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Scientific Literature

Searching the Scientific Literature

For this report, you will be assigned one compound. Your task is to find a literature procedure for the synthesis of the assigned compound. Details for how to do this are listed below. For your report, you must do one of the following.

  • Send me an e-mail message that includes your name and the article as an attachment.
  • Turn in a hard copy of the first page article with your name written on this paper during lab.


Using the Science Citation Index online Database

  • You MUST be using a computer physically located on one of the campuses of the Kent State University system for this to work! The databases that we will use are only available by paid subscription, and OhioLink checks where requests originate before connecting to the appropriate server.
  • Login to one of the computers on campus, and launch your favorite web browser (Mozilla Firefox, Google Chrome, Microsoft Internet Explorer, Apple Safari, ...). You can either go through the library's web site, or through the following URL:
  • The above link should direct you to the Web of Science search page. Once you have gotten to this page, perform the following steps.
    • Type your molecule's name in the first box as a Topic.  (If this doesn't work, you could change this to Title). As you can see, there are several other options available.
    • Go to the bottom of this page. Since you are looking for a recent article, limit the Timespan to cover only the last two or three years.
    • Below this is a Citation Databases option. (You may need to click on the + icon to view the available options.) Select only the Science Citation Index Expanded database.
    • After all of the options have been selected, press the Search button image button.
  • If all has gone correctly, the first page of results should be displayed. This page will display the title, author, and journal citation for each matching result. Select the best of these results, keeping in mind the following criteria.
    • The paper should emphasis the chemistry (specifically the synthesis) of your molecule. Journals focusing on nutrition, biology, medicine, etc. would not be ideal sources. If necessary, you can limit your results using the box on the left side of the results page.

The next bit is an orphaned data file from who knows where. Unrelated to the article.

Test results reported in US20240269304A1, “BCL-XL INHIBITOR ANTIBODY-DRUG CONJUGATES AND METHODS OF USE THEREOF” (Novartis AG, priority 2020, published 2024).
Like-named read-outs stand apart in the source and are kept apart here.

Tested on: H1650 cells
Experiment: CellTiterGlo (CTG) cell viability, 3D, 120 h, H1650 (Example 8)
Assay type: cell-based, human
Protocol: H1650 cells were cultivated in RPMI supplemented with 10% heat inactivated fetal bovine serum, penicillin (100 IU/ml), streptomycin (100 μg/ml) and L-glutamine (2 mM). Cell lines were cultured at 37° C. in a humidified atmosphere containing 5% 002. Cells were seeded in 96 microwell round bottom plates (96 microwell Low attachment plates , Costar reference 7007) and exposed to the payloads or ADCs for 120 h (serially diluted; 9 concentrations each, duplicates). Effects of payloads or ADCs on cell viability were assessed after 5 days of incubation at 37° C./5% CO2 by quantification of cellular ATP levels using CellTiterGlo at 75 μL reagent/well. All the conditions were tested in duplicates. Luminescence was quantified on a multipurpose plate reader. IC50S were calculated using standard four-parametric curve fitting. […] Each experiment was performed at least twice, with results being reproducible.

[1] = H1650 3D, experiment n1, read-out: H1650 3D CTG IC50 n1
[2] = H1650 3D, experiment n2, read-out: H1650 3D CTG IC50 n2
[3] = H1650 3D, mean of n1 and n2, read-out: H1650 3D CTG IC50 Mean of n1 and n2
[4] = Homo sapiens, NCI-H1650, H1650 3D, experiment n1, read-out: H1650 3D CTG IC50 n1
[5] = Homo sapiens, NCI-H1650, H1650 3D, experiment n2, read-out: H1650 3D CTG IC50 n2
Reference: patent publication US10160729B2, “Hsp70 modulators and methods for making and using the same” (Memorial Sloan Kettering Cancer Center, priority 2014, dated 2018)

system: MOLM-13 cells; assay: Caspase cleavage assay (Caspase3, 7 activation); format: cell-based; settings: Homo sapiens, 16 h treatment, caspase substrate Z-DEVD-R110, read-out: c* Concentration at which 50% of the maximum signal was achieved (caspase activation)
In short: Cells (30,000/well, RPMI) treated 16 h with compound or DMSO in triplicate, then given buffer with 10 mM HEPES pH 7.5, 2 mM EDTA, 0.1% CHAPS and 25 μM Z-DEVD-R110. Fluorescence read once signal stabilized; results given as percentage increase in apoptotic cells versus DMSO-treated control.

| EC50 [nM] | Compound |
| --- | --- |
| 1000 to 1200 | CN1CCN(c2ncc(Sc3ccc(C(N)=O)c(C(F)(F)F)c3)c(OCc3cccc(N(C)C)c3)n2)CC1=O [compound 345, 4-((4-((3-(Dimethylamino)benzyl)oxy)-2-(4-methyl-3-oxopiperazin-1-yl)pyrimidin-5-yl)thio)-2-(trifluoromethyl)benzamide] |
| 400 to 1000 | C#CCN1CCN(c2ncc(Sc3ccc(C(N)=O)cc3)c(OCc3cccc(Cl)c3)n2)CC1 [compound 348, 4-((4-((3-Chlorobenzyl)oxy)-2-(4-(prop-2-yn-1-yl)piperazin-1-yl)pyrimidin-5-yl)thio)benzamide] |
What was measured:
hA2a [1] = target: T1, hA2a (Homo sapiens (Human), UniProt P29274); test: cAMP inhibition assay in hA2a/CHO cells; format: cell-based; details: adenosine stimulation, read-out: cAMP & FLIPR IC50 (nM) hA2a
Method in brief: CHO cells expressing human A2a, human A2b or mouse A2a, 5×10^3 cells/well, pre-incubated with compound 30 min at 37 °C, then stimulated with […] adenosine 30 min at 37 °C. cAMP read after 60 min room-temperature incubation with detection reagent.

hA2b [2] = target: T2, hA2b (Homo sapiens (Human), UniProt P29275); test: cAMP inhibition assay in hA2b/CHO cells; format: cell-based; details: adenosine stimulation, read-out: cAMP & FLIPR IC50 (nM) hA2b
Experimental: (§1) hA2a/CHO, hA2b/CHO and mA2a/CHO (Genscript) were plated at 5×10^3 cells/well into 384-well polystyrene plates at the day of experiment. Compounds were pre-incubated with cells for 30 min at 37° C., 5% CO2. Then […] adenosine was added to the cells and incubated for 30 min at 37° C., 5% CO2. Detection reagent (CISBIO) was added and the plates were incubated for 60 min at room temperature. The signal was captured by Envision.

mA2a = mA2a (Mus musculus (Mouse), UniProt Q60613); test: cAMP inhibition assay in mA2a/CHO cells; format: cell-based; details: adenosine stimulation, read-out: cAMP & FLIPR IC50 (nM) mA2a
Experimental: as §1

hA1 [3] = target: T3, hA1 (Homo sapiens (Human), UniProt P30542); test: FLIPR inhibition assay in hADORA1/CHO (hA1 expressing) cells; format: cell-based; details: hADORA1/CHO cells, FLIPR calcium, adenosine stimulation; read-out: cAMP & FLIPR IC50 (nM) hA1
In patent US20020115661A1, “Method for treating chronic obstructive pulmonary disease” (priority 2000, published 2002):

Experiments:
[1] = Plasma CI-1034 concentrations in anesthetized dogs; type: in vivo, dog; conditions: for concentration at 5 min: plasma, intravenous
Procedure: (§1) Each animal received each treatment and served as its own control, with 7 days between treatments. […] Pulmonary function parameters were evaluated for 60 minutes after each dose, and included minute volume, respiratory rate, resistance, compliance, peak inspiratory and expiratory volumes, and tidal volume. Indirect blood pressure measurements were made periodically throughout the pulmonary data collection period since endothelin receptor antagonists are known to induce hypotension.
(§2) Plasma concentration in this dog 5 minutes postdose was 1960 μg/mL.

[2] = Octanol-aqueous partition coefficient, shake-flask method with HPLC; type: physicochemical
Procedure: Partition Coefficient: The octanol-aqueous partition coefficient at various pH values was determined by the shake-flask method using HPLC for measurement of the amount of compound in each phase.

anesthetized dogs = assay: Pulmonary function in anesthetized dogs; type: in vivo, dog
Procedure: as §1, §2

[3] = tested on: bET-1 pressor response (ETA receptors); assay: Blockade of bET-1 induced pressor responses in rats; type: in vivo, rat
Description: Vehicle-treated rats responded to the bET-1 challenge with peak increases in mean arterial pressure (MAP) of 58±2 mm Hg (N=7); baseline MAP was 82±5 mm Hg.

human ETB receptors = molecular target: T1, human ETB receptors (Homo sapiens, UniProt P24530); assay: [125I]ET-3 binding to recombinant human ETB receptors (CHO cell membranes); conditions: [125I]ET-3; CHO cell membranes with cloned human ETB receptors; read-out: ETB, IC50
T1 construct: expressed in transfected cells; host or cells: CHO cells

• You can select View Abstract to determine if this article is suitable.
    • You need to obtain a copy of the actual article. While OhioLink subscribes to a large number of scientific journals, it does not subscribe to all journals.  You will need to select an article in one of the journals available through OhioLink.
  • Once you have looked at the abstract and determined that you have found a suitable article, you need to download a copy of this article.
    • Select the Find it buttonbutton to locate this article.
    • If all goes well, there should be an option to find the Full Text of this article in the EJC. If this link is not available, it will probably be best to select a different article.
    • Once you have located the journal article in the Electronic Journal Center (EJC), select the Full Text option.
    • Usually, at least one option will appear to view the article as a PDF file.  Either open this file and save it, or right-click on the link to Save Link As ... .
    • If you are unable to obtain the article directly from the Scientific Citation Index (or if you simply want to see what journals are available through OhioLink), enter the following URL: From here you can either find specific journals by name or use the subject categories to find all journals related to organic chemistry.
  • After you have found the article you need, download or save the article as an Adobe PDF file. (It might be a good idea to save this to a flash (thumb) drive). For your report, either e-mail me a copy of the article, or print at least the first page and turn this in. In either case be sure that you put your name somewhere so that I know who turned this in.